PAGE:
ISRI offers free safety training as part of federal grant program
The Institute of Scrap Recycling Industries (ISRI), Washington, has announced the formation of a “Hazard Recognition in Recycling” safety training program, a series of free classes across the country. The program is the result of $140,000 in funding ISRI received as part of the Susan Harwood Training Grant Program administered by the Occupational Safety and Health Administration (OSHA).
“The offering of a free Hazard Recognition in Recycling training program further emphasizes that safety is a core value for ISRI,” says Terry Cirone, vice president of safety for ISRI. “This program is unique in that it is designed specifically for the recycling industry. Every company in the industry, including those who are not ISRI members, should take advantage of this training. We are extremely grateful to OSHA for distinguishing ISRI’s qualifications to deliver high-quality safety training and the importance of hazard recognition in recycling.”
The course is designed for recycling companies that want employees to learn more about hazard recognition and mitigation in operations. This includes:
- how to do a PPE hazard assessment;
- how to recognize the hazards of and safely work around mobile equipment;
- the importance of proper PPE;
- an understanding of the importance of the control of hazardous energy;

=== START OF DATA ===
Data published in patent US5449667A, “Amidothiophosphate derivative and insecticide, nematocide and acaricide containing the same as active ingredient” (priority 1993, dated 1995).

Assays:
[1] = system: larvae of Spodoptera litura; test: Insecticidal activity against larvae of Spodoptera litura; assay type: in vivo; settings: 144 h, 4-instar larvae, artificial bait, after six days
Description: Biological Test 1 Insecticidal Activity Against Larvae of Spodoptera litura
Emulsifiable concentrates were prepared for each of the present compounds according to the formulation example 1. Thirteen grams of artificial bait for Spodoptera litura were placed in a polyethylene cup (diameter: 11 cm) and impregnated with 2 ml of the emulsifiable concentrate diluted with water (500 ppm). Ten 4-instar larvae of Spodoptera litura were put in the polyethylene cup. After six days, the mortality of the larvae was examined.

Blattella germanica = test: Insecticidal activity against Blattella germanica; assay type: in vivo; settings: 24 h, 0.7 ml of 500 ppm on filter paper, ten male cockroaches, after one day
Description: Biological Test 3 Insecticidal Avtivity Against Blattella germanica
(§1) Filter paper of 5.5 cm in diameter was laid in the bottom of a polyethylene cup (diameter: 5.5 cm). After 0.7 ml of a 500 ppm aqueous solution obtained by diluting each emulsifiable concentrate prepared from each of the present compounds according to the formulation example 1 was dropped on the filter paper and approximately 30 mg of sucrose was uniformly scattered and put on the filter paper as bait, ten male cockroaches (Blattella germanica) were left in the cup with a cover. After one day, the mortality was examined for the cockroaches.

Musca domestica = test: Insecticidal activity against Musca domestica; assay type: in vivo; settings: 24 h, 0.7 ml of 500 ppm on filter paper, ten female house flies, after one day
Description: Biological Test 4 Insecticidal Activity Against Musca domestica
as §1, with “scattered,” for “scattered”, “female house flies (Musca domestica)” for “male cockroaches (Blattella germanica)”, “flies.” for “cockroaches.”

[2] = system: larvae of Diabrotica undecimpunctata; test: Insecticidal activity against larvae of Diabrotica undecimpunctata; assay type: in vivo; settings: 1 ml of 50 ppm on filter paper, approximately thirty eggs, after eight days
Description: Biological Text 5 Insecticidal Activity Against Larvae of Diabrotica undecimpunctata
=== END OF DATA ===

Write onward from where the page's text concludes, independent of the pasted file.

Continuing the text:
- good housekeeping practices;
- how to recognize fire hazards; and
- hazard communication.
Each free class is approximately 7.5 hours in duration and is open to ISRI members as well as to nonmembers.
In addition to the class, the funding includes
OSHA’s Harwood Grant Program awards grants annually to nonprofit organizations on a competitive basis.
For additional information, including how to host a class at a recycling facility, contact ISRI Safety via email at ISRIsafety@isri.org.
Call2Recycle campaign spotlights battery recycling safety
Call2Recycle Inc., a nonprofit organization headquartered in Atlanta, has launched the Charge Up Safety campaign to spotlight battery recycling safety.
The objective is to raise awareness of safe collection and shipping practices among those involved in these processes, including consumers, municipalities, retailers, sorters, processors and Call2Recycle employees, the organization says.
Call2Recycle says it collects and recycles single-use and rechargeable batteries weighing less than 11 pounds and has diverted approximately 130 million pounds from landfills during the past 21 years. The organization says safety-related and fire incidents involving hoverboards,
“Our No. 1 objective ... is the safe collection and recycling of batteries,” says Carl Smith,
Call2Recycle has launched a new portal with information on how to safely recycle and ship batteries. Collection site employees and consumers can take an online training module on battery handling knowledge. Instructions for handling damaged, defective and recalled batteries also are featured. Additional safety policies for collection sites,
“Charge Up Safety is about continually assessing and enhancing our safety and compliance practices to ensure new safety policies are being embraced across our collection and recycling network,” Smith says.